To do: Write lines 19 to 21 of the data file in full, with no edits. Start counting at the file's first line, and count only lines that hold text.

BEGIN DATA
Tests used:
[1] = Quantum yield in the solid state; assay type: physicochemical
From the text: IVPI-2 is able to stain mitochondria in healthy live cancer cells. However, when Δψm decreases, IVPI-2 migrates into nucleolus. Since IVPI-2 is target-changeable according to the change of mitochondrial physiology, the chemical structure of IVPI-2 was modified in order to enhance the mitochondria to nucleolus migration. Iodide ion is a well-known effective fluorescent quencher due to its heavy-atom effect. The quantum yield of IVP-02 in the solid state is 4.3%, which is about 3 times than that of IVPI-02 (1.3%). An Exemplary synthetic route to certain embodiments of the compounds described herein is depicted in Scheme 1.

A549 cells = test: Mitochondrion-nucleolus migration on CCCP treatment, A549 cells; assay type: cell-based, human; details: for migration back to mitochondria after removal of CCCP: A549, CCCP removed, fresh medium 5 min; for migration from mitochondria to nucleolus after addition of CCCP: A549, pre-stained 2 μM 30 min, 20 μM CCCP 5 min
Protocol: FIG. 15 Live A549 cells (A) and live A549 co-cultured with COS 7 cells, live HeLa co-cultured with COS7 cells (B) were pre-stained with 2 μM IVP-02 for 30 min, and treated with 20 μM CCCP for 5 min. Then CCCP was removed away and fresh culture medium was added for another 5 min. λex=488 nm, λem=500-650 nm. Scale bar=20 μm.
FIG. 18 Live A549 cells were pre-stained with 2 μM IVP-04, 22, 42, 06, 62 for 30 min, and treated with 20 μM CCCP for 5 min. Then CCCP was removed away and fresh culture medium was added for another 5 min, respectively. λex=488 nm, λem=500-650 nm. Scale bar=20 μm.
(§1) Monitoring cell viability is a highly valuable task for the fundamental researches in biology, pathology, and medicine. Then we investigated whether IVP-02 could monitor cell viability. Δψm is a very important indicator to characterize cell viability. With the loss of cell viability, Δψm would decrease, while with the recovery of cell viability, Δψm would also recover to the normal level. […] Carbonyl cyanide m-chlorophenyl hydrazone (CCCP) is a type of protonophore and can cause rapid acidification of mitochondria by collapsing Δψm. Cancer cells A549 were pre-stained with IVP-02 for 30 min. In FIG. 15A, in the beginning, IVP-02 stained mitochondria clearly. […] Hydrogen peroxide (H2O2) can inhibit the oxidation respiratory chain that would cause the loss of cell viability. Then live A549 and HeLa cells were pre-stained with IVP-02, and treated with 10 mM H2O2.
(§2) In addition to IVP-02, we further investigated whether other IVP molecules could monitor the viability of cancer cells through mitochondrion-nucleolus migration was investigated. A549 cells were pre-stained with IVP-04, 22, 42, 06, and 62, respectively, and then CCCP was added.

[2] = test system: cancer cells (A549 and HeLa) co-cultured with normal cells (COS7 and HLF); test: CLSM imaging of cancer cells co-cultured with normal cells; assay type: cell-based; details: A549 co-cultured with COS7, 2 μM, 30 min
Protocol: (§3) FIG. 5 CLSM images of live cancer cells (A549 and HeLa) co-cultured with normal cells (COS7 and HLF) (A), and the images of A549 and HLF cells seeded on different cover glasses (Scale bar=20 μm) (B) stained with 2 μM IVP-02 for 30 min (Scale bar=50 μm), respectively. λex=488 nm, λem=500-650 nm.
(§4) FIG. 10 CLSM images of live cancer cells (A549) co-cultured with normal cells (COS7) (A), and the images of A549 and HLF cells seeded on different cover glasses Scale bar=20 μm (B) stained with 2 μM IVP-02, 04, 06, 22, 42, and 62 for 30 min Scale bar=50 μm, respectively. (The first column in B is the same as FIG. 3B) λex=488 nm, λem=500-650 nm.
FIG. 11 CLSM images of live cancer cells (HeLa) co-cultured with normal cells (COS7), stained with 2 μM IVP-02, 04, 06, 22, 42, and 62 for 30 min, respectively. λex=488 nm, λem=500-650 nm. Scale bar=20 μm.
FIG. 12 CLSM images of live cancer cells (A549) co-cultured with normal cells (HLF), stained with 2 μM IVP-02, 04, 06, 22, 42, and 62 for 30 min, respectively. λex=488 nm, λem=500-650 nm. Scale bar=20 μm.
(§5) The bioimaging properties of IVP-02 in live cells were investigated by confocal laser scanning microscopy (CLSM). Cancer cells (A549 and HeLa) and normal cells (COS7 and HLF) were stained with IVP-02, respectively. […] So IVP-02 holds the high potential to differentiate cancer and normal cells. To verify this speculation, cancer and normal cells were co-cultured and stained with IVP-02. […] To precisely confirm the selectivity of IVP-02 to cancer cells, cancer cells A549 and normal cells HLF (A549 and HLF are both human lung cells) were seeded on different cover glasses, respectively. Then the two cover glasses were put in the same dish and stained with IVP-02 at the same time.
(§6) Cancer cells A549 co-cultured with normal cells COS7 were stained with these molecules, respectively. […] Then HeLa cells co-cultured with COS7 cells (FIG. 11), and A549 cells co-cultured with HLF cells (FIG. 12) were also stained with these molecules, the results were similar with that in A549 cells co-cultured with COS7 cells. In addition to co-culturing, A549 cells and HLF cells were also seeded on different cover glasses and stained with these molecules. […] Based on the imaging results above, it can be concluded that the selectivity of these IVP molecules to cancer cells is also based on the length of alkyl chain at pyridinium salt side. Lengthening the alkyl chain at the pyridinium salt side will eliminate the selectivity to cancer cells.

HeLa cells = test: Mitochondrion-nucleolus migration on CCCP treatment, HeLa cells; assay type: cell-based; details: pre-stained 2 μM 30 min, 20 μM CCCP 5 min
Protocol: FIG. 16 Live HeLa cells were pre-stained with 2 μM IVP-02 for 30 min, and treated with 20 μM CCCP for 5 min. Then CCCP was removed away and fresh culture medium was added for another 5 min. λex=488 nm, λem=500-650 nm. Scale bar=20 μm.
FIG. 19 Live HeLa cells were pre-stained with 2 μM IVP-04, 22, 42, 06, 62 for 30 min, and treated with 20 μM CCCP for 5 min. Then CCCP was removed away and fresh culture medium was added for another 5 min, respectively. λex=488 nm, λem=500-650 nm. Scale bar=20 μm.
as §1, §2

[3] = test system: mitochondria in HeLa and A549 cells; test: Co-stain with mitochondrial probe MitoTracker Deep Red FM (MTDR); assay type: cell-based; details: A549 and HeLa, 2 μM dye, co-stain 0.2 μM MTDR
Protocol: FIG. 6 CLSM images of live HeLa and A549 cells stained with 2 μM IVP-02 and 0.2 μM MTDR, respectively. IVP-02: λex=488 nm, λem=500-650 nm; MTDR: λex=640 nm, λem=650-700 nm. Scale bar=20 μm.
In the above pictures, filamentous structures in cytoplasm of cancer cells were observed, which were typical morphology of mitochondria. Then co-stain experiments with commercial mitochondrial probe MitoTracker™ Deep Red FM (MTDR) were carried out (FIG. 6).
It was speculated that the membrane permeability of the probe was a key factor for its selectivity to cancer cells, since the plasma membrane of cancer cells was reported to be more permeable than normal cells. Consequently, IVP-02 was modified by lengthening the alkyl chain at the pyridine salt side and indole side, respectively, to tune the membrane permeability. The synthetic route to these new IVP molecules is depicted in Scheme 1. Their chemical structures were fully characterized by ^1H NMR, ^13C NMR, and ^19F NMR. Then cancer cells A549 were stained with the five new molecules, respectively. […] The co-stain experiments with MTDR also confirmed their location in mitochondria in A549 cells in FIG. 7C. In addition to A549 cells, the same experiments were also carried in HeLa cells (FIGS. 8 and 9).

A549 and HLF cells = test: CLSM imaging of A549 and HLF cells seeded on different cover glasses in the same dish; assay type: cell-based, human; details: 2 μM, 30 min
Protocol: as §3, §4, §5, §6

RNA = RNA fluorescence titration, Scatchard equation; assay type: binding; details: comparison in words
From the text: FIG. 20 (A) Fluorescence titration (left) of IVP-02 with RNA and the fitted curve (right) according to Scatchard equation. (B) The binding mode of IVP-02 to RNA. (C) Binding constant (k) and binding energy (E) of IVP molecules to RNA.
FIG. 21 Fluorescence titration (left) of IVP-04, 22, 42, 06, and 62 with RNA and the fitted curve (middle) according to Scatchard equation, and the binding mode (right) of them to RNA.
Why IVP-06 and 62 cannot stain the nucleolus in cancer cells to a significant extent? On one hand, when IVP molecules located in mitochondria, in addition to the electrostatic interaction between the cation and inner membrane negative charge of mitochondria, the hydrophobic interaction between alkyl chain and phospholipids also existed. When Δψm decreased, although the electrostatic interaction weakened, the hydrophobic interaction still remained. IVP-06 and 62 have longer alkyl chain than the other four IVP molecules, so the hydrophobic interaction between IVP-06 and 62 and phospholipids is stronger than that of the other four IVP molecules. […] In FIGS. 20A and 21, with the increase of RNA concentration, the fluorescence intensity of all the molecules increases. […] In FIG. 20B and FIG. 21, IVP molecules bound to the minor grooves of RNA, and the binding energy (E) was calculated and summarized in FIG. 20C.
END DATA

as §1, §2

[3] = test system: mitochondria in HeLa and A549 cells; test: Co-stain with mitochondrial probe MitoTracker Deep Red FM (MTDR); assay type: cell-based; details: A549 and HeLa, 2 μM dye, co-stain 0.2 μM MTDR
Protocol: FIG. 6 CLSM images of live HeLa and A549 cells stained with 2 μM IVP-02 and 0.2 μM MTDR, respectively. IVP-02: λex=488 nm, λem=500-650 nm; MTDR: λex=640 nm, λem=650-700 nm. Scale bar=20 μm.